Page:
“I was outside my house riding my bike yesterday and I had to run inside because there was a bunch of gunshots,” explains 5th grader Janelle. “My mom worries about my safety.”
Everyday thousands of young people in Washington DC are affected by gun violence. In the District this year alone there has already been 59 homicides. The impact of these crimes affects the wellness of the Southeast community. “It’s not just affecting us. It’s affecting everyone else in our communities. They don’t realize that when they kill someone, the whole community suffers,” says 5th grader Thomas who is designing to combat gun violence through The Creative School, an organization committed to “story-centered design”–ensuring young people are the creators of their narrative, not consumers of the one designed for them.
One of The Creative School’s signature programs,The Bridge, is a joyful, courageous, and creative community where young people come together to design against the legacies of systemic oppression. Bridge participants are young people between the ages of 10 – 17 who are on a design journey to address the most proximate issues affecting their community.
Founded by Marshall Pollard, The Creative School launched in 2018. Pollard, who young people affectionately refer to as Mr. P, is a community organizer and educator turned designer. As a leader in this freedom struggle he partners with a dynamic team of millenial educators and community members to set the stage for a marketplace of young people to transform from students to designers.
An additional leader on this team is Gabby Fish, known as “Miss Gabby” by designers and this community. As she puts it, “We’ve been on a journey that started in October, where we met as designers where we started interviewing each other and the community about gun violence. We want to do something about gun violence as a team, school community, and beyond.”
Designers navigate through the Stanford Design School process to create products the community needs. They do this by learning about their community and collecting empathy. They collect empathy by going out into the community and listening to what the people need. The designers then sift through hundreds of interview conversations and find trending stories that capture what they heard as community needs. After they synthesize their learnings, they ideate and brainstorm creative platforms for the community. Before launching their ideas, they build a prototype, and finally they test their product.
After collecting empathy from the community they recognized, that gun violence was an unfortunate, but very real part of the communities personal story.
“Many people we spoke to said they had lost someone to gun violence. Over and over again we heard that gun violence was common in the Southside, so we want to prevent it,” expressed 16 year old Naveah.
The community spoke and The Bridge listened. Based on what they heard from their community designers defined a set of community needs.
“We need healing spaces that promote awareness of what is happening in our community so we can rewrite our stories and provide fuel for the flames of justice.”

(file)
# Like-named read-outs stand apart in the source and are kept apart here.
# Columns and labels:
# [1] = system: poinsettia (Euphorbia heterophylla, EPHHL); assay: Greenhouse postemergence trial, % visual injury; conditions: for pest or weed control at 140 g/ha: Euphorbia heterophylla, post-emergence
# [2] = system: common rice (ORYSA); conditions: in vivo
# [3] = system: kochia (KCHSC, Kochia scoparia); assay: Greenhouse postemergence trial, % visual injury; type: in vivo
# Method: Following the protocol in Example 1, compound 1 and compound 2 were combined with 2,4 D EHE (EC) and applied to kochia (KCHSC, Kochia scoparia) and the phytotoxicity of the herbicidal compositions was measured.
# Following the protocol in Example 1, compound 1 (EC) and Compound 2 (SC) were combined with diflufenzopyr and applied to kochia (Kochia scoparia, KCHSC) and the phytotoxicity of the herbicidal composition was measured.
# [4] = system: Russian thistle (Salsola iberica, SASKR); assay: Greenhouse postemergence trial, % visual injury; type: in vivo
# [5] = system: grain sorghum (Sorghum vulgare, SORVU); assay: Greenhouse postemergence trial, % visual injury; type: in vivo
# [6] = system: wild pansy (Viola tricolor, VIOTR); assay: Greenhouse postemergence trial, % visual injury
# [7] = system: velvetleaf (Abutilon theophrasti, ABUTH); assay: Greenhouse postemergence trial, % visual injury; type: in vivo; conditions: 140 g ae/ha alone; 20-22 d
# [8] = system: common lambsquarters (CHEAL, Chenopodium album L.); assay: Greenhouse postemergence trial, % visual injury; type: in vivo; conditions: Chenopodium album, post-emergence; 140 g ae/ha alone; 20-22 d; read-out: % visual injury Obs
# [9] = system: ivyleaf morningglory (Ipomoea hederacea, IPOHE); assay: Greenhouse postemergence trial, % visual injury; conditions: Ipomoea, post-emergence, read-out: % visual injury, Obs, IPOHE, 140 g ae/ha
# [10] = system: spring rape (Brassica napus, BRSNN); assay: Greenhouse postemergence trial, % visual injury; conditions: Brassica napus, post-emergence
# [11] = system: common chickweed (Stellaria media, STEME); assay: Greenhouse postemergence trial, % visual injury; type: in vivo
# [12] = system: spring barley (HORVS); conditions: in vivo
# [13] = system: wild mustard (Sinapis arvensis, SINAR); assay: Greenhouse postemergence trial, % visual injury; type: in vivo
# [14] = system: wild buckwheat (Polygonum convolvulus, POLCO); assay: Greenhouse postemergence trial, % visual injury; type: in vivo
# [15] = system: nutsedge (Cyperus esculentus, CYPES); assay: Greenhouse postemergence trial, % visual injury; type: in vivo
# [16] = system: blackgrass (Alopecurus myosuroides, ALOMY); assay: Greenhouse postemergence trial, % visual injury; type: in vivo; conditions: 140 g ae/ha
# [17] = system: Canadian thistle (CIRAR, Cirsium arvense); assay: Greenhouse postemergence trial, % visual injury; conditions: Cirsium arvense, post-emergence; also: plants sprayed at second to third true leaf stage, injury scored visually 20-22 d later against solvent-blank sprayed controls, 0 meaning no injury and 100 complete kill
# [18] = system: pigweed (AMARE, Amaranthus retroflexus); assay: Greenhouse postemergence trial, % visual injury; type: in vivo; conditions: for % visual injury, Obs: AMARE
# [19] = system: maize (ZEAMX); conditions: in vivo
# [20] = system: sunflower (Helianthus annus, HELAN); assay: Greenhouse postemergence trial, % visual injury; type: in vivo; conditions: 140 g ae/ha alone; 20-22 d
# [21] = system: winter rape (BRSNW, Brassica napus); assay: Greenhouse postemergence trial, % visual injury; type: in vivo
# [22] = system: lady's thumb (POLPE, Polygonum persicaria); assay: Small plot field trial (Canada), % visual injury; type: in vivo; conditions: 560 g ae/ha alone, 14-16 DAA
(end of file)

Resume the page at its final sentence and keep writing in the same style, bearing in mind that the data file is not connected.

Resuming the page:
“People who lost someone to gun violence need a way to connect to each others’ stories so we can all heal together.”
“We all as human beings need a way to peacefully solve conflicts and work together because we all deserve to grow old.”
“Our community needs a way to feel joy and hope together to overcome heavy feelings of grief, pain, and anger.”
In response to these needs, the designers created a Community Reunion to unite, heal, and end gun violence. The experience will take place on June 22nd from 11am to 2 pm at the parking lot of DC Scholars Stanton Elementary. At the reunion, the designers will pilot their ideas.
“On the journey from empathy to prototype, we want our designers to see their community as a marketplace. They will know, these are requests I need to make and these are offers I’m willing to take. Everything that designers pilot on June 22nd will be replicable,” shares Mr. P.
The Community Reunion is a series of popups that designers will pilot to test. There will be a healing circle to remember lives that have been lost but not forgotten where grieving community members will support one another. Artist will be invited to take the stage and share their story through spoken word or poetry. An interactive mural will be exhibited for the community to honor loved ones. The headlining activity is the “OG Meet and Greet,” where original community leaders and activists can share their own stories with young people. Before the Community Reunion concludes balloons with notes to loved ones will be released into the sky.
Healing is central to the purpose of this design. Fifth grader Thomas expresses, “I’m healing for my father who I hope can see the incredible work that I’m doing from heaven.“
What is at the end of this creation? Wellbeing. “Too many young people and marginalized individuals wake up and they are not able to create wellbeing. They don’t get to spend their day, by in large depending on privilege, being able to literally create wellbeing for themselves,” exclaims Mr. P.
“We’re not designing just to design. We are designing because we are apart of a design that is oppressive. Therefore, we will design wellbeing to combat oppression,” he continues.
When asked how it feels to be a Bridge designer combating gun violence, 5th grader, Janelle responded, “I feel full.”